WHAT MAKES A COMPASSIONATE CITY?
A compassionate city is made up of a critical mass of people who want to nurture and develop themselves in the recognition that they, and the world they live in, are all interdependent.
Relating to each other with an awareness of the nature of our humanity, allows us to grasp the fact that suffering is an inherent part of the human experience. When the inhabitants of communities are sensitive to the suffering of others and have a motivation to support them, then they are on the way to becoming a compassionate community. When we fail to grapple the conditions that lead to suffering we leave our communities with feelings of “stuckness” that impacts on the opportunity to create meaningful social change.
In countries like Australia new levels of courage are required to deal with the contradiction that we live with both a high quality of life and with high levels of personal suffering. Australia is a first world country and yet suicide is the leading cause of death in Australians aged between 15 and 44, and in Victoria where I live the homeless numbers in 2016 were 22,789 in a population of 1.4 million with the majority younger people. As well, Indigenous Australians tend to die earlier than non-Indigenous Australians and their incarceration rates are almost twelve times those of non-Indigenous Australians.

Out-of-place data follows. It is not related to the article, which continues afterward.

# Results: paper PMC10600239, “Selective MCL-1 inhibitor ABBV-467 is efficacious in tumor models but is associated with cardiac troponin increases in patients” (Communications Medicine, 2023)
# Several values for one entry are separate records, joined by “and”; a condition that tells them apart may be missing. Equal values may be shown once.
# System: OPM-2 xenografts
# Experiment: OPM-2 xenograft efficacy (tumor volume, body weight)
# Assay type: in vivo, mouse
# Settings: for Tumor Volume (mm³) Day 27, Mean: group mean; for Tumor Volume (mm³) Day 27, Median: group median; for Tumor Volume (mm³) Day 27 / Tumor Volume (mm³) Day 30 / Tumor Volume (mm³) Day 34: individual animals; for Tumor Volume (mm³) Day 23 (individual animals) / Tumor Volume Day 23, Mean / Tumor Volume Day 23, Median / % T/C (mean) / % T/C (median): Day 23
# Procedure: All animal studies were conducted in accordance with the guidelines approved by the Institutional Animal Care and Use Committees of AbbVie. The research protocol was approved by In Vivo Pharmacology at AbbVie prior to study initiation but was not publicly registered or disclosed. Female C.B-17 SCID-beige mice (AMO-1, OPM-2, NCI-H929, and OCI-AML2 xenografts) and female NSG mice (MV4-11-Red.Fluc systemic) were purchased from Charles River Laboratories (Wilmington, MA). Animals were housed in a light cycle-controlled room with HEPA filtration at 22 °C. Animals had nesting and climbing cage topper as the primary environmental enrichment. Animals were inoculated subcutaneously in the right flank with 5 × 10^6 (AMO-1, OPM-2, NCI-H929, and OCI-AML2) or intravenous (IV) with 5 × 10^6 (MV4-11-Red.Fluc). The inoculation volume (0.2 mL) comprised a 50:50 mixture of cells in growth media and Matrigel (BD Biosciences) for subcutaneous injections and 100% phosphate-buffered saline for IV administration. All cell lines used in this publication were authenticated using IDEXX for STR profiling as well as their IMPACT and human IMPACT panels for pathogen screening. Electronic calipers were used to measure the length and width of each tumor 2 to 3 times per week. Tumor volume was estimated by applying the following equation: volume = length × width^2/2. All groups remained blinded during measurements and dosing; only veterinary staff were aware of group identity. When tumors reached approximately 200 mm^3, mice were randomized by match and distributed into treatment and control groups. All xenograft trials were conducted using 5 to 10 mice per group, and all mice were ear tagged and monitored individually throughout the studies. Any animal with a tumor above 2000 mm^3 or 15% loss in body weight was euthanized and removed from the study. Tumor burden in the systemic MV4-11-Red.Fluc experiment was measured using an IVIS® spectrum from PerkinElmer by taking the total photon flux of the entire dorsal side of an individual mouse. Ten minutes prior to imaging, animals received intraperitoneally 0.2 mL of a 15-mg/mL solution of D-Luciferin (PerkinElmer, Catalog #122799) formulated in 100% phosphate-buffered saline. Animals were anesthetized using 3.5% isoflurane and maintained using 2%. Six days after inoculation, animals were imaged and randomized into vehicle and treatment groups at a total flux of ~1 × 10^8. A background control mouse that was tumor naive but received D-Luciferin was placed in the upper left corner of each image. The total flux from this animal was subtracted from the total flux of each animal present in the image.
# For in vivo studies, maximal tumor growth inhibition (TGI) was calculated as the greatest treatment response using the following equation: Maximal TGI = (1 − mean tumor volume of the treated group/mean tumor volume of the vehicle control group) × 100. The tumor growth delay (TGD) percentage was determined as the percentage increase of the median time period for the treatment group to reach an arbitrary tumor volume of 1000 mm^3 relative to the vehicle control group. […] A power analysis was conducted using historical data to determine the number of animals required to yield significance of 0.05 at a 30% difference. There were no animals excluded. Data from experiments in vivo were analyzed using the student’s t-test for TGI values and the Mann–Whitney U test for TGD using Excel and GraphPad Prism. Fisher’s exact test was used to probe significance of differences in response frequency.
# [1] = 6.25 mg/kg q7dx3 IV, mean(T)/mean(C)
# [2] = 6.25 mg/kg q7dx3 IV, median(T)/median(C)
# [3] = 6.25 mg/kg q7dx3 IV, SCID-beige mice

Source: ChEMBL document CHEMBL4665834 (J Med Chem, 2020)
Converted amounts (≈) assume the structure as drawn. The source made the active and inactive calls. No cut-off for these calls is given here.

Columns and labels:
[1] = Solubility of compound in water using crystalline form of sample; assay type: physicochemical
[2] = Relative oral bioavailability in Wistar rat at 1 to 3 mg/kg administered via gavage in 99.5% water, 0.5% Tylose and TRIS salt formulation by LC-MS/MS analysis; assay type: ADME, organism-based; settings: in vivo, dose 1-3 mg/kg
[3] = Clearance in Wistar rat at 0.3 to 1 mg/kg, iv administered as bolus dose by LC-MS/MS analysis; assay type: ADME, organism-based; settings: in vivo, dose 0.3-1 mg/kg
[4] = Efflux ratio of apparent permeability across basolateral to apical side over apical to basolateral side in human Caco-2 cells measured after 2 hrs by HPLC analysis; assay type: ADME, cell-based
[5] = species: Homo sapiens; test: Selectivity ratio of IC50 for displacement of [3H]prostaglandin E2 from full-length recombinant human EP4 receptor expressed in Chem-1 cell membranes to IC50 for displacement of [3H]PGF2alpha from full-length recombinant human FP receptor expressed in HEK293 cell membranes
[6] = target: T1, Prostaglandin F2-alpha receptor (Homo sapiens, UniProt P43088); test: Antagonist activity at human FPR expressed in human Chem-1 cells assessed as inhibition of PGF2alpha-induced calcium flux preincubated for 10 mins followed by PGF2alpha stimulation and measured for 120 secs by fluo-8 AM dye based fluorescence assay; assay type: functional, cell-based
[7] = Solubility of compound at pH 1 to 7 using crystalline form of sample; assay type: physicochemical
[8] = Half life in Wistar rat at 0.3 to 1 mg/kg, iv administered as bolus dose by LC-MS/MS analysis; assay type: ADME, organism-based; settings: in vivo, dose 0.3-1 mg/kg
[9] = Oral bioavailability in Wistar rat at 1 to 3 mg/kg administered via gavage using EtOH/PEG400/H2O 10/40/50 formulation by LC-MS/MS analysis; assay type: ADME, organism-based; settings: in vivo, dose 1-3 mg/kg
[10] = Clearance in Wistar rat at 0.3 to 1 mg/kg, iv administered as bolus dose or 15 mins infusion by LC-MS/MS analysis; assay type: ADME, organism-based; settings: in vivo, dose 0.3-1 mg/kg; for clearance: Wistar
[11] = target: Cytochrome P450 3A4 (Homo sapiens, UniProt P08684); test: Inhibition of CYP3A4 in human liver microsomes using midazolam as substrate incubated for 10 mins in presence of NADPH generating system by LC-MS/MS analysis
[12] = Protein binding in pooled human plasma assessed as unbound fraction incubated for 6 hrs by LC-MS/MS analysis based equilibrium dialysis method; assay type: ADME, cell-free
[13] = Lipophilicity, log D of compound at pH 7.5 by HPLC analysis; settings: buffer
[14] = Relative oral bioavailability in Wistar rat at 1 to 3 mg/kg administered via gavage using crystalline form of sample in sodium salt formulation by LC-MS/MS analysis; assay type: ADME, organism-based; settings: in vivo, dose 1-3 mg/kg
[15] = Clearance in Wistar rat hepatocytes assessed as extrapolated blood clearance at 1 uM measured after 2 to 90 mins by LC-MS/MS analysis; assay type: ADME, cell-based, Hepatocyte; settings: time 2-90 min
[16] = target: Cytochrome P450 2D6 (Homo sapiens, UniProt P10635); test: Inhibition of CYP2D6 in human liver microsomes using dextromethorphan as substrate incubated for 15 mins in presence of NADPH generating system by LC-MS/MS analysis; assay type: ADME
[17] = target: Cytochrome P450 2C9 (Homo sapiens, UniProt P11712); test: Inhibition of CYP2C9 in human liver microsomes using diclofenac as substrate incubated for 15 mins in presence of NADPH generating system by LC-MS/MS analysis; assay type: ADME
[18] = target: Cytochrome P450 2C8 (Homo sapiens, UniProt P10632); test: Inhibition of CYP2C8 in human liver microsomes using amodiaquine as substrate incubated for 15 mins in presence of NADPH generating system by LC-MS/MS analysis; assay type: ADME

In my role as the Lead Facilitator of the project Australia: A Continent for Compassion, I am personally committed to growing the courage I need to address these contradictions, by facilitating a substantial and nationally resourced movement to advance the vision of Australia becoming a Continent for Compassion in 2021. To achieve this vision I, and members of the Australian Compassion Council will be developing compassionate cities, creating compassionate action networks, and holding a National Day of Compassion across Australia.
~Dr Lynne Reeder is the lead facilitator for the Australian Organising Group of the Charter for Compassion and along with other members of the Australia Organising group is working to create Australia as a Continent for Compassion in 2021. Lynne is a Board Director of the public good think tank Australia21, and in that role she created the Mindful Futures Network to map new innovations in mindfulness, empathy and compassion across Australian organisations. She is an Adjunct Fellow in the Faculty of Health at Federation University Australia and in 2015 she completed a research study which examined the role of empathy conversations as a policy tool, presenting the findings at the 3rd Global Empathy conference at the University of Oxford, UK. She completed her PhD at Monash University on the international relations theory of global interdependence, which included a focus on the ethical aspects of global governance. She trained as a meditation teacher with Deepak Chopra in the US and currently teaches mindfulness at a regional hospital-based Wellness Centre.
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